The government's attitude towards and opposition to so-called "radicalisation" demonstrates how the government believes it's necessary to take control of what kinds of thoughts people might end up thinking in order to pre-empt acts they might go on to commit. And legislation such as the extreme porn law and the proposed cartoon law currently going through parliament also demonstrate this government's belief in pre-empting acts by trying to limit thoughts.

    This vetting stuff all sounds increasingly like a kind of replacement for the existing justice system, but where the established system of justice is gradually getting subsumed into the new system. And it's a new system where we don't really have rights, only responsibilities (isn't that basically slavery?). We don't have the right to the presumption of innocence. We don't have the right to know what the allegations against us are. We don't have the right to defend ourselves. But we may end up with a duty to participate in implementing, imposing and enforcing this system.

    "In the far distance a helicopter skimmed down between the roofs, hovered for an instant like a bluebottle, and darted away again with a curving flight. It was the police patrol, snooping into people's windows. The patrols did not matter, however. Only the Thought Police mattered." - 1984, by George Orwell,

  41. asiaseen

    Wouldn't it be fun

    if someone who had failed a CRB check on the basis of undislosed allegations took every MP who voted for the law to the ECHR or breach of youman rites?

  42. Anonymous Coward

    Is Gordon Brown safe to work with vulnerable people?

    This title implies that Gordon Brown may not be in a position of safety.

    I would have thought that he is safe from vulnerable people but that vulnerable people would be unsafe with him.

    So your title should have been....

    "Is it safe for Gordon Brown to work with vulnerable people?"

  43. Lukin Brewer

    Seems uncomfortably apposite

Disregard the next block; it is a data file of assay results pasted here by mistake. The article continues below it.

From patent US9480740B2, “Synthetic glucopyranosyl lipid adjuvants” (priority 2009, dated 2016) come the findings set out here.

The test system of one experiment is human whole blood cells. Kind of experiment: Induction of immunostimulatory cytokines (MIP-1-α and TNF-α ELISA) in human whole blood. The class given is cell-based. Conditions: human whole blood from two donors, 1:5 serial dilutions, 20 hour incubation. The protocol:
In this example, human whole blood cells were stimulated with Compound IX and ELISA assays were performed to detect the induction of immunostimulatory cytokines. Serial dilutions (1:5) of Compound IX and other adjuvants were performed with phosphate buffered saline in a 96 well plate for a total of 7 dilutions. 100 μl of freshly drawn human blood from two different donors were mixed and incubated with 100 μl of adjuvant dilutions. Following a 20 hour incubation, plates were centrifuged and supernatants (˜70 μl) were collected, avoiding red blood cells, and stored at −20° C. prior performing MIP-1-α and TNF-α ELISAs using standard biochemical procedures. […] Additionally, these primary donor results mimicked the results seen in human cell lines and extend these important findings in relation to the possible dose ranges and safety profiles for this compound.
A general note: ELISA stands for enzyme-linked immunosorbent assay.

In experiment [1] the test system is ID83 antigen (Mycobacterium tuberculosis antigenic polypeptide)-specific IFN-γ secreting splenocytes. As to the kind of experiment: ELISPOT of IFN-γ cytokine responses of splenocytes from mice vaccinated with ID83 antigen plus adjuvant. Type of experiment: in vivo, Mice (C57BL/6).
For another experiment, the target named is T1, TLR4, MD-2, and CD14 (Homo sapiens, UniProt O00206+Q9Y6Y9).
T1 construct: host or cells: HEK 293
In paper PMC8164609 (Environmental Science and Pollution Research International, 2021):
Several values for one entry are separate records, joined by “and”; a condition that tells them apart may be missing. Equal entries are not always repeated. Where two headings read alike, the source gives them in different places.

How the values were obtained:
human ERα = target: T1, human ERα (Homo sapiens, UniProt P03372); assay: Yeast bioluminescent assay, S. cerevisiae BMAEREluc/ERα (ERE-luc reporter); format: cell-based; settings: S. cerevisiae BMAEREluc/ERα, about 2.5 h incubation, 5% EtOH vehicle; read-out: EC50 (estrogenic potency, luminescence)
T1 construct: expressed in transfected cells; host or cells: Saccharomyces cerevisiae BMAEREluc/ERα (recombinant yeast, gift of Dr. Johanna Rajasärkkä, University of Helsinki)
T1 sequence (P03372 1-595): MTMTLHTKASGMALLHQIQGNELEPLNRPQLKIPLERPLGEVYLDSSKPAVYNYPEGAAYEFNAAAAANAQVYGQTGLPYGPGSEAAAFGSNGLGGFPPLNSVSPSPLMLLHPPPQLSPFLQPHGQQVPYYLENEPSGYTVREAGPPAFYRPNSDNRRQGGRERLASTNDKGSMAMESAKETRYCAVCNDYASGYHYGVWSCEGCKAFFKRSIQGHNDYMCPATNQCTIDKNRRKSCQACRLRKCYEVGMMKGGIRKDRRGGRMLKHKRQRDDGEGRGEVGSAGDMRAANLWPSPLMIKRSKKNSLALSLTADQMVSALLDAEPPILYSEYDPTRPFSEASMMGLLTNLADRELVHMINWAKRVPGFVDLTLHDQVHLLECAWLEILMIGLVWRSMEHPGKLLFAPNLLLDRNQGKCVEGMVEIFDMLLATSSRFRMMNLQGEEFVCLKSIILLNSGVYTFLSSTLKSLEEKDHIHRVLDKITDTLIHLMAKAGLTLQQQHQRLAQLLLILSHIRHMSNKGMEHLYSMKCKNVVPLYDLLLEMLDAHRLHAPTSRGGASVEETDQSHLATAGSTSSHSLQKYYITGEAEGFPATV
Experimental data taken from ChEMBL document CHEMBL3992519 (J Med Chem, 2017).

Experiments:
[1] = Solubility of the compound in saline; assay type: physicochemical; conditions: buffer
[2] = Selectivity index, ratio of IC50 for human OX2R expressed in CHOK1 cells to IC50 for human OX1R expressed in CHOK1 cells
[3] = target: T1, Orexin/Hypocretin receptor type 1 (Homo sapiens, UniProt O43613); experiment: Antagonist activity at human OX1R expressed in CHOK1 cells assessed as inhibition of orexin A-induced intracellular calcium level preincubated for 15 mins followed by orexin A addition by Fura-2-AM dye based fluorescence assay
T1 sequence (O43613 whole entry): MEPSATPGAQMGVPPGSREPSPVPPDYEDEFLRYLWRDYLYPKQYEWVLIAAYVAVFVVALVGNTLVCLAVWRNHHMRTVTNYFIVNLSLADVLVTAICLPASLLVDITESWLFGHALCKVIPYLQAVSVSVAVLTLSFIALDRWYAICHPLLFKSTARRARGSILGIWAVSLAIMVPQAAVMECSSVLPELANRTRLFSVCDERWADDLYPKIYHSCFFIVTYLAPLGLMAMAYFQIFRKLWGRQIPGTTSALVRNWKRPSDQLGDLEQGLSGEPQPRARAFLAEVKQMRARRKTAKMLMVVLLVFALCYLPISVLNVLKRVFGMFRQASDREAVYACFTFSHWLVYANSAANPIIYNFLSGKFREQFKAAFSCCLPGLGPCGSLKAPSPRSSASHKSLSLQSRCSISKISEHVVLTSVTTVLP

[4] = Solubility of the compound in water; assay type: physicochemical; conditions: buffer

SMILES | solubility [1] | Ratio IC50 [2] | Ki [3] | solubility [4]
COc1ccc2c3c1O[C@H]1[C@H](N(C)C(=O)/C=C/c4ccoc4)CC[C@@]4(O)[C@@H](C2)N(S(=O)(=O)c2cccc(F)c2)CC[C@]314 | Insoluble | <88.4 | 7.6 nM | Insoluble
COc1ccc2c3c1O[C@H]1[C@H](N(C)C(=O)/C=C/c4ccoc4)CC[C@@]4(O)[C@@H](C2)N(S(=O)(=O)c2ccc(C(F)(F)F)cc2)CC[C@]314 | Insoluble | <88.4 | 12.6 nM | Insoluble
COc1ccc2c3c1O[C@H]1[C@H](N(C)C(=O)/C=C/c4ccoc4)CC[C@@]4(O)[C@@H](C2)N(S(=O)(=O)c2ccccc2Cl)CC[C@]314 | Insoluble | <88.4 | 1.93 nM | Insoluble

From the film "Downfall - Hitler and the End of the Third Reich":

    Registrar of Marriages: (awkwardly) My Führer, I… The Race Laws require me to ask you this: My Führer, are you of pure Aryan descent?

    Adolf Hitler: Yes.

    Registrar: May I see your ID?

    Hitler pauses.

    Josef Goebbels: You’re talking to the Führer.

    Registrar: Yes, sir… And are you, Fraulein Braun, of pure Aryan descent?

    Eva Braun: Yes.

    Registrar: Then the matter is… there are no obstacles… I ask you: do you my Führer Adolf Hitler, take Eva Braun to be your lawful wedded wife?

    BTW, this is not a "Brown is a Nazi" post (though the actor who played Hans Krebs was a dead ringer for him :-\ ).

    On the subject of clubs, what sort of club will the vetting database be? The Freemasons? The Conservative Club? The golf club? The local church or kirk, back in the days when non-churchgoers could be prosecuted for godlessness?

    Crap. Didn't the Nazionale Socialisten Partei regard themselves as something that all decent menschen should want to be part of, and regard refusal to join, send children to the Hitler Youth, or display a swastika flag as suspicious? Sigh. Welcome to the United Kingdom of Great Suspicion and Nasty Innuendo; join in the fun - or else.

This topic is closed for new posts.

Other stories you might like